July 10

From the Prologue

At the time of the suffering of our Lord Jesus for mankind, there was to be found among the ranks of the Roman army in Jerusalem a Georgian named Elioz from the town of Mtskheta. His mother had heard of Christ and, in her heart, believed in Him. Seeing her son off to the army in Palestine, she counseled him not to do anything against Christ. When the Lord was nailed to the Cross, the sound of the hammer on Golgotha reached the ears of Elioz's mother in the town of Mtskheta. Hearing this sound, she cried out: "Woe is me because I did not die before this time. Death would have rescued me from this dreadful sound!" Saying this, she fell dead. Elioz, at that time, was beneath the Cross and with the other soldiers cast lots for the tunic [robe] of Christ. He won the vesture and brought it to Mtskheta and gave it as a gift to his sister Sidonia. She, having heard about the death of the Lord and that her brother was a participant of the shedding of innocent blood, fell dead holding the tunic of the Lord firmly in her hands and no one was able to tear it away but were compelled to bury the tunic with her. A cedar tree sprouted from her grave from which poured forth a sweet-smelling healing myrrh. In time, the cedar tree fell and the place was forgotten. Following her prayer, St. Nina, found this place with the help of a pillar of fire. The baptized Emperor Mirian erected a church there dedicating it to the Holy Apostles. In the year 1625 A.D., the Shah Abbas took this tunic and sent it to Moscow as a gift to Prince Michael Feodorovitch and Patriarch Philaret. This tunic was placed in the Cathedral Church of the Dormition [Assumption] of the Blessed Virgin in Moscow.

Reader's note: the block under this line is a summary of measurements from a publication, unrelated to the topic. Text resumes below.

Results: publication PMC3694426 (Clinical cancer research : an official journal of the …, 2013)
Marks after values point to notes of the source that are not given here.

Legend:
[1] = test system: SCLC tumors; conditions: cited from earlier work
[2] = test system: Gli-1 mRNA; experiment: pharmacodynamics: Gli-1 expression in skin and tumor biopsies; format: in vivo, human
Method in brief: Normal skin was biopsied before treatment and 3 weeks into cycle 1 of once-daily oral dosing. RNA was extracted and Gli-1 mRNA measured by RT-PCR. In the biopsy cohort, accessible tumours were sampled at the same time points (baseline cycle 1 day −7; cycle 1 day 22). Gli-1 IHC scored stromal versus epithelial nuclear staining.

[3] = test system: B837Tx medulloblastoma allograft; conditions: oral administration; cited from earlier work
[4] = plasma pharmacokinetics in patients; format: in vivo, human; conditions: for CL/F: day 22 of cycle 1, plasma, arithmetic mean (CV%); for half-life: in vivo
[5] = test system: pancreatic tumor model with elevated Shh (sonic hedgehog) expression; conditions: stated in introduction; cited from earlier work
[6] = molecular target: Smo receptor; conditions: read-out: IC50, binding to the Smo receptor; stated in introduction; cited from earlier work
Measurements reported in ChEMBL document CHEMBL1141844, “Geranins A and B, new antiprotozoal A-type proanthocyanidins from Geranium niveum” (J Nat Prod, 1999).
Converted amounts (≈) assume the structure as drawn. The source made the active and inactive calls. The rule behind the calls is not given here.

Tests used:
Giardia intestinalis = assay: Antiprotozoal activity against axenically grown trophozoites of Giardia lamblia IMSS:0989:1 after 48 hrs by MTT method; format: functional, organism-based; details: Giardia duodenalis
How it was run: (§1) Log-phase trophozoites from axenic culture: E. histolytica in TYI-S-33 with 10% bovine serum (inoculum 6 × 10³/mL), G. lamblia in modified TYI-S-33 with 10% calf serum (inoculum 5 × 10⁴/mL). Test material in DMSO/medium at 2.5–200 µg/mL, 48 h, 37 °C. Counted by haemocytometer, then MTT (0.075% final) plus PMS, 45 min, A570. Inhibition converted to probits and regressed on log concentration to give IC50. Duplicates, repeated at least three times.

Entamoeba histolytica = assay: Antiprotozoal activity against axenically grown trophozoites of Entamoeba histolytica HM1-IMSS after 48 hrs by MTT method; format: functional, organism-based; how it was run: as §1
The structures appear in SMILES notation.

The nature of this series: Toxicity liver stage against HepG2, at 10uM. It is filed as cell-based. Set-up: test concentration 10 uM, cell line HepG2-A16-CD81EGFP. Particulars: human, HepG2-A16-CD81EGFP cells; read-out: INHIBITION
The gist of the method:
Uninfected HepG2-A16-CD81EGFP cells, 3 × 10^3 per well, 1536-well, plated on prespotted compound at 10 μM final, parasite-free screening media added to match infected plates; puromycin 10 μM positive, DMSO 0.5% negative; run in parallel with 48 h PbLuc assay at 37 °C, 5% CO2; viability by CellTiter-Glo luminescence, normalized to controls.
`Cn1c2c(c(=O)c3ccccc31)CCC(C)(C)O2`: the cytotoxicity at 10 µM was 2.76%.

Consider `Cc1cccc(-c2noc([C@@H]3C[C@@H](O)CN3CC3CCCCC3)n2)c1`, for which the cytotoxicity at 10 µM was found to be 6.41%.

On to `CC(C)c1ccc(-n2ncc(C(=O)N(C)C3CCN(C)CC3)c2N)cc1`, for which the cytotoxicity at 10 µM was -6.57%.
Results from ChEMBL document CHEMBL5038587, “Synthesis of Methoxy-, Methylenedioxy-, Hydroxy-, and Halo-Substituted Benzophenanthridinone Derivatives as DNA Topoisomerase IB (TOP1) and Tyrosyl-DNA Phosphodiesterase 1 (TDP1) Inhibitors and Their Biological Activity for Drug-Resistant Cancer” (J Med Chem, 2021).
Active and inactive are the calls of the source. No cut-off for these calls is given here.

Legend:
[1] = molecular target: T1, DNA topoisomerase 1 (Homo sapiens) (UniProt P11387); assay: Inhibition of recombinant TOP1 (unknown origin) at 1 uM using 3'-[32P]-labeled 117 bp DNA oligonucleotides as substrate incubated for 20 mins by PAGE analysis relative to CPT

The mother of Elioz counseled him:

Elioz, O sight of my eyes,

"Behold, you are entering the imperial army

Precisely in the land of my forefathers.

In that land, the King has appeared

From of old awaited, Christ the Lord.

By the prophets, the Savior prophesied.

To Georgia, news of Him came

Unseen miracles, He performs

And, unheard of words, He speaks

Among men, establishing the Kingdom of God,

Everywhere, news of Him is heard.

Men and angels rejoice

But this joy is darkened

By the evil malice of the Jewish elders,

Thought to kill the Savior

By the new curse, the people oppressed.

But, my son, the sight of my eyes,

In their evil, you do not enter,

Into the Blood of the Just One, do not enter."

Time was passing, in its course,

One day the mother at prayer

The sound of the hammer on the Cross she heard,

The mother screamed as though in a live fire:

"O death, why did you not come to me sooner,

That I do not, that awful sound hear

That announces the death of the Sinless Savior

And of the Jewish nation, the curse.

O son, O Elioz,

To your mother, why did you not listen?

Into the Blood of the Just One, why did you enter?"

Having said this, the lamenting mother,

To the ground fell. To God her soul rendered.

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